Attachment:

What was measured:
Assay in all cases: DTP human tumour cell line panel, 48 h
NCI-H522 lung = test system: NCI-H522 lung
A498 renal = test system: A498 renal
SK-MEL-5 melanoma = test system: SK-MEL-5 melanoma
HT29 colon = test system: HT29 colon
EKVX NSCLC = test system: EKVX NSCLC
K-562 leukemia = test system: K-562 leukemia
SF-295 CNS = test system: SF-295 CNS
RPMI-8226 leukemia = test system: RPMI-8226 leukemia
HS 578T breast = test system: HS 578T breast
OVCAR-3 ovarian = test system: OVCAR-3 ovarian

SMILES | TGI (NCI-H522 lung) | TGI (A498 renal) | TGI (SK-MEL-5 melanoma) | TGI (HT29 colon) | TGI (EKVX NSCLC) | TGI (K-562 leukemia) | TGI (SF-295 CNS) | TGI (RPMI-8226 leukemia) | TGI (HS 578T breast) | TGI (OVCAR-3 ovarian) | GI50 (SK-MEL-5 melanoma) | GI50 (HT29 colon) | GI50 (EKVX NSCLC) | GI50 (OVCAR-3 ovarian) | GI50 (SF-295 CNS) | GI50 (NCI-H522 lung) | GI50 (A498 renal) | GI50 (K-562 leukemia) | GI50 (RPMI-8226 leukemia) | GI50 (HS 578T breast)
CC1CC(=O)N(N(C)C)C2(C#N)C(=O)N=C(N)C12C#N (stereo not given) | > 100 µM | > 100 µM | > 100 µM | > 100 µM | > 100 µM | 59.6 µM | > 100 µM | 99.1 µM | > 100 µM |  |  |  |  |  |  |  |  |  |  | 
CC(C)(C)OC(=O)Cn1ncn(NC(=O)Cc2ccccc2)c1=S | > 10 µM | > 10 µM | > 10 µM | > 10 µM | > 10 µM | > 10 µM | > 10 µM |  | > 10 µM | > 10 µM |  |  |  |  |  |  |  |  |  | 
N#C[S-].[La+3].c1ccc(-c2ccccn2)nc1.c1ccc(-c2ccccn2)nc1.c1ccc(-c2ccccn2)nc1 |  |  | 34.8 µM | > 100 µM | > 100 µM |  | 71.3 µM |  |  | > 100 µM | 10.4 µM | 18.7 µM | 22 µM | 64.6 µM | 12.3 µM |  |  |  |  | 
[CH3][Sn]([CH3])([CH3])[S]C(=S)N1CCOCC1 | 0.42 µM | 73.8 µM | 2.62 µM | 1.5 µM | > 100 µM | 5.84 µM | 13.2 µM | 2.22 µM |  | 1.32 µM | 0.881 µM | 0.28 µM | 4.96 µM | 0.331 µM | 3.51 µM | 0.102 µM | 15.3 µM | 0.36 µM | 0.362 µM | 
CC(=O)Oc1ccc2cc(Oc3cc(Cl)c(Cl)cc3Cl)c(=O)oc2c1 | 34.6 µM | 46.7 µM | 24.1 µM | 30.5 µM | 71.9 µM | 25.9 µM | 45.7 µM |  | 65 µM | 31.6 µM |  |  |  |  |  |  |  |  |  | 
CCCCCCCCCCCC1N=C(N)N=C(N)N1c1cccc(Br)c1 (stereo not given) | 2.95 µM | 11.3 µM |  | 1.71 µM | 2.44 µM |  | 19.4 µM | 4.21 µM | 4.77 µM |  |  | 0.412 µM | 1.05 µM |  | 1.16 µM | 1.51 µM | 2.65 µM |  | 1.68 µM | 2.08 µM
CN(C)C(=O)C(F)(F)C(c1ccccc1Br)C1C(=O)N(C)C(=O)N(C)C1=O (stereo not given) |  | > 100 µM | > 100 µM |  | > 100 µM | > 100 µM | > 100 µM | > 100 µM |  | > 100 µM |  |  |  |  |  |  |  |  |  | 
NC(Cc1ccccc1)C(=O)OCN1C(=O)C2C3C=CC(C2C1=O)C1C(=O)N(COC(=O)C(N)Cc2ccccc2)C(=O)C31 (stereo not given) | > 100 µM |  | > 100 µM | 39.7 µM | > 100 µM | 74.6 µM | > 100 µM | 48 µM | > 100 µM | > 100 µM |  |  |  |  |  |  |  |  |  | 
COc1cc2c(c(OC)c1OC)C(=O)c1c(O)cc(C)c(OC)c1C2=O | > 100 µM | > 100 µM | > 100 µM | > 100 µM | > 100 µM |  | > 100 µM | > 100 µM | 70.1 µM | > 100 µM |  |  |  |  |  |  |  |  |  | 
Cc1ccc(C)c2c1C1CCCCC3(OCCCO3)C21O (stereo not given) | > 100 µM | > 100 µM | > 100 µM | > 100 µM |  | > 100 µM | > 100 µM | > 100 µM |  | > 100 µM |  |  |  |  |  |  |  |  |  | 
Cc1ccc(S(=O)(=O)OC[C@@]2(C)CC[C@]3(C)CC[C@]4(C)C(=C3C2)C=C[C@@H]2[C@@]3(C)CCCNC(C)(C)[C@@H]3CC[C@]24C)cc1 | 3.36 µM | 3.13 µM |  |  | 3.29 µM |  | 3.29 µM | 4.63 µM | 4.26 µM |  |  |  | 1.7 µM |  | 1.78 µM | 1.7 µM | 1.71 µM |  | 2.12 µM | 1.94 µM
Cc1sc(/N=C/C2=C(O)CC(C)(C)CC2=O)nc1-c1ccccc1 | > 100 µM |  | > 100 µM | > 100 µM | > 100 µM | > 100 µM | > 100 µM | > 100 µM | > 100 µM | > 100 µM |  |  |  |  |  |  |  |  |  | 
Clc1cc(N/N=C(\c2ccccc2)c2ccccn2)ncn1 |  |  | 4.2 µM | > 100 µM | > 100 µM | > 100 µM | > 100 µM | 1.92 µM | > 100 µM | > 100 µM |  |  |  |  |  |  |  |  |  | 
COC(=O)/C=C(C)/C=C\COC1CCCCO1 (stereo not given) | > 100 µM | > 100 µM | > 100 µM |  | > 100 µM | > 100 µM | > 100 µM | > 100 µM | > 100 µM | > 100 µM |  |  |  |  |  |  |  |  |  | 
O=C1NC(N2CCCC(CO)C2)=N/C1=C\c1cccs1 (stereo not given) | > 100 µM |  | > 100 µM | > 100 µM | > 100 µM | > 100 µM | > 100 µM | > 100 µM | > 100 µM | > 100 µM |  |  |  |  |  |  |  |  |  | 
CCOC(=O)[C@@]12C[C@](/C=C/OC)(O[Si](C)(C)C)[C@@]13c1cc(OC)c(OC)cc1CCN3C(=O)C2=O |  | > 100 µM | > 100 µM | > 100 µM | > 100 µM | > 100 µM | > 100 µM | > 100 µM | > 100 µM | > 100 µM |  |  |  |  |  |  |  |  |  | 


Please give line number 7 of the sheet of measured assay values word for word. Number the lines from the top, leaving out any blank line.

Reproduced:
EKVX NSCLC = test system: EKVX NSCLC